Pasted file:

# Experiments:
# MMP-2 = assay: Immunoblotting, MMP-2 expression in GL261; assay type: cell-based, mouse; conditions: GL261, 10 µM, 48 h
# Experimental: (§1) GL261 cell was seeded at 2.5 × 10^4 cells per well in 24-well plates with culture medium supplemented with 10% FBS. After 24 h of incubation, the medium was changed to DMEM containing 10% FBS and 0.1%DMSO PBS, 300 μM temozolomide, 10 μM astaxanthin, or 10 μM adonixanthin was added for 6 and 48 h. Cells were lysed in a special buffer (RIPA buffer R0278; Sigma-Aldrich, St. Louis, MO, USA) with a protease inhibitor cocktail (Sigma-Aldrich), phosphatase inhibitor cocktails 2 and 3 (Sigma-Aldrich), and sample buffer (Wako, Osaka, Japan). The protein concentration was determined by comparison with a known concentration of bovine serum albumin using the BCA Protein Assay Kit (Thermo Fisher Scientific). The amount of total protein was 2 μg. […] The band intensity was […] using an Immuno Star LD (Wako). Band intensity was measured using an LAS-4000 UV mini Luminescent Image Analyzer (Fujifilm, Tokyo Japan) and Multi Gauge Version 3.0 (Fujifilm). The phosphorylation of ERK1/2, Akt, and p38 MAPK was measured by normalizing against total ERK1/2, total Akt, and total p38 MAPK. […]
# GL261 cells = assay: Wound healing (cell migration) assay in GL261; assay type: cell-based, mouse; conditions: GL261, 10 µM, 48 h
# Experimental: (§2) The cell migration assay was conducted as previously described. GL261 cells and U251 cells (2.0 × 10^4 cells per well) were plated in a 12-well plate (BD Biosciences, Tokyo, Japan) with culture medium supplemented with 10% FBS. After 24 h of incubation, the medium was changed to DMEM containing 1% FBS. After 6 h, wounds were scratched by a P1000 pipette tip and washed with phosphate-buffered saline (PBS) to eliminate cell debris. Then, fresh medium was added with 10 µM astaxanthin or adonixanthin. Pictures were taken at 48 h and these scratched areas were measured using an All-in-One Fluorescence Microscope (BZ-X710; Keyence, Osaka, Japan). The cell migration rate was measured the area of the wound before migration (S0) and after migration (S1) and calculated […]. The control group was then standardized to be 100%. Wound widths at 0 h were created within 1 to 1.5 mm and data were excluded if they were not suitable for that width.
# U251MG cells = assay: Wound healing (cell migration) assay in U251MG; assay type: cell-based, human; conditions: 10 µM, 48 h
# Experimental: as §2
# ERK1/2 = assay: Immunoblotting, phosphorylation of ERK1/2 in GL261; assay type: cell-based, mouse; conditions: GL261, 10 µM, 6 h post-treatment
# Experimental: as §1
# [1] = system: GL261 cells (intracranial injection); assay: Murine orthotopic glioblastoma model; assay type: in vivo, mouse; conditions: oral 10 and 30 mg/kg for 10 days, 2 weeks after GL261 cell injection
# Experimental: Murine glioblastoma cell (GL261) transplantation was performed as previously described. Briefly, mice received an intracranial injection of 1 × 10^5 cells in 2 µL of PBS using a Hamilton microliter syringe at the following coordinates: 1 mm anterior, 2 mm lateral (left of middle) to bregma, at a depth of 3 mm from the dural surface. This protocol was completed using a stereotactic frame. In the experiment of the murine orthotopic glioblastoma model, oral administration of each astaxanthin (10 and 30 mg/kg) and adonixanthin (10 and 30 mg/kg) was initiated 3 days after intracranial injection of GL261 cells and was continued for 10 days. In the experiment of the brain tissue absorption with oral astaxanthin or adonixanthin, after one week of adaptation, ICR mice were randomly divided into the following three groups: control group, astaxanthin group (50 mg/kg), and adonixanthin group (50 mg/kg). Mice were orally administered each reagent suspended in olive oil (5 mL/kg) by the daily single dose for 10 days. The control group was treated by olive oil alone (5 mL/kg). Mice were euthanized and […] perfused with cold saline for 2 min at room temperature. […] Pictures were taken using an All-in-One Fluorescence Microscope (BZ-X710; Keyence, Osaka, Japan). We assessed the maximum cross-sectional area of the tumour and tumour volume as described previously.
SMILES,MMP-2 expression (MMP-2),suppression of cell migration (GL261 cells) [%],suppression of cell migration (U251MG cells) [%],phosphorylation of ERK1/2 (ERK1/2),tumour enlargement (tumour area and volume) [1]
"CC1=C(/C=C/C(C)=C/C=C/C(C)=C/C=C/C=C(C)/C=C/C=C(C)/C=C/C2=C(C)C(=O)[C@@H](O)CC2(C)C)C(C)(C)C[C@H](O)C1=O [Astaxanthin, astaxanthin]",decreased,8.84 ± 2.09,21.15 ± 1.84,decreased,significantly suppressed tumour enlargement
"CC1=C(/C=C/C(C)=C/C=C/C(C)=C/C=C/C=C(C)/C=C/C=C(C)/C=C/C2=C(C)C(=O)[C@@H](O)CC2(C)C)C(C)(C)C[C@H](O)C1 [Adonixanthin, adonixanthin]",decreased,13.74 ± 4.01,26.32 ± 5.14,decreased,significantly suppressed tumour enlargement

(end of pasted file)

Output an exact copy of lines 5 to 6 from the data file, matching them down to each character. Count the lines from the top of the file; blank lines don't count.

# Experimental: (§2) The cell migration assay was conducted as previously described. GL261 cells and U251 cells (2.0 × 10^4 cells per well) were plated in a 12-well plate (BD Biosciences, Tokyo, Japan) with culture medium supplemented with 10% FBS. After 24 h of incubation, the medium was changed to DMEM containing 1% FBS. After 6 h, wounds were scratched by a P1000 pipette tip and washed with phosphate-buffered saline (PBS) to eliminate cell debris. Then, fresh medium was added with 10 µM astaxanthin or adonixanthin. Pictures were taken at 48 h and these scratched areas were measured using an All-in-One Fluorescence Microscope (BZ-X710; Keyence, Osaka, Japan). The cell migration rate was measured the area of the wound before migration (S0) and after migration (S1) and calculated […]. The control group was then standardized to be 100%. Wound widths at 0 h were created within 1 to 1.5 mm and data were excluded if they were not suitable for that width.
# U251MG cells = assay: Wound healing (cell migration) assay in U251MG; assay type: cell-based, human; conditions: 10 µM, 48 h